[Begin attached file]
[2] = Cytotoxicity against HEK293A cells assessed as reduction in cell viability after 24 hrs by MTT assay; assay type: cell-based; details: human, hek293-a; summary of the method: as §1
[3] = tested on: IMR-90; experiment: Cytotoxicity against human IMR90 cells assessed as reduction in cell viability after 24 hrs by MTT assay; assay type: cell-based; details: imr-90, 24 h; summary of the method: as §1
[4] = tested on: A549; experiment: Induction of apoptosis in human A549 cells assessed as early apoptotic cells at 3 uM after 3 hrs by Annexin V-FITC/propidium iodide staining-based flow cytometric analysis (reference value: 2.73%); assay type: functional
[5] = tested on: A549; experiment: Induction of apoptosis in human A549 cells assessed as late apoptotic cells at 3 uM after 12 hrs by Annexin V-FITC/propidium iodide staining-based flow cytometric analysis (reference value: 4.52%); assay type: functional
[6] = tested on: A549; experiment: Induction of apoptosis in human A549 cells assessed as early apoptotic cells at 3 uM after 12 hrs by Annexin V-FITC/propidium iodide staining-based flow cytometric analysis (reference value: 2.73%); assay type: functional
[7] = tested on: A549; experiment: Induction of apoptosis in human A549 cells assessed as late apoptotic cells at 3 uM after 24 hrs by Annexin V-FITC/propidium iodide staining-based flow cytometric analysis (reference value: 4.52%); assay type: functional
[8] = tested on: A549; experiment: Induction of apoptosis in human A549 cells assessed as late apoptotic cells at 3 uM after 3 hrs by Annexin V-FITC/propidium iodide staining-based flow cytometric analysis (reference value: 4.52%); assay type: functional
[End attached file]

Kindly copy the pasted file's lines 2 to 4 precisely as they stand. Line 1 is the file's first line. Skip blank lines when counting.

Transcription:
[3] = tested on: IMR-90; experiment: Cytotoxicity against human IMR90 cells assessed as reduction in cell viability after 24 hrs by MTT assay; assay type: cell-based; details: imr-90, 24 h; summary of the method: as §1
[4] = tested on: A549; experiment: Induction of apoptosis in human A549 cells assessed as early apoptotic cells at 3 uM after 3 hrs by Annexin V-FITC/propidium iodide staining-based flow cytometric analysis (reference value: 2.73%); assay type: functional
[5] = tested on: A549; experiment: Induction of apoptosis in human A549 cells assessed as late apoptotic cells at 3 uM after 12 hrs by Annexin V-FITC/propidium iodide staining-based flow cytometric analysis (reference value: 4.52%); assay type: functional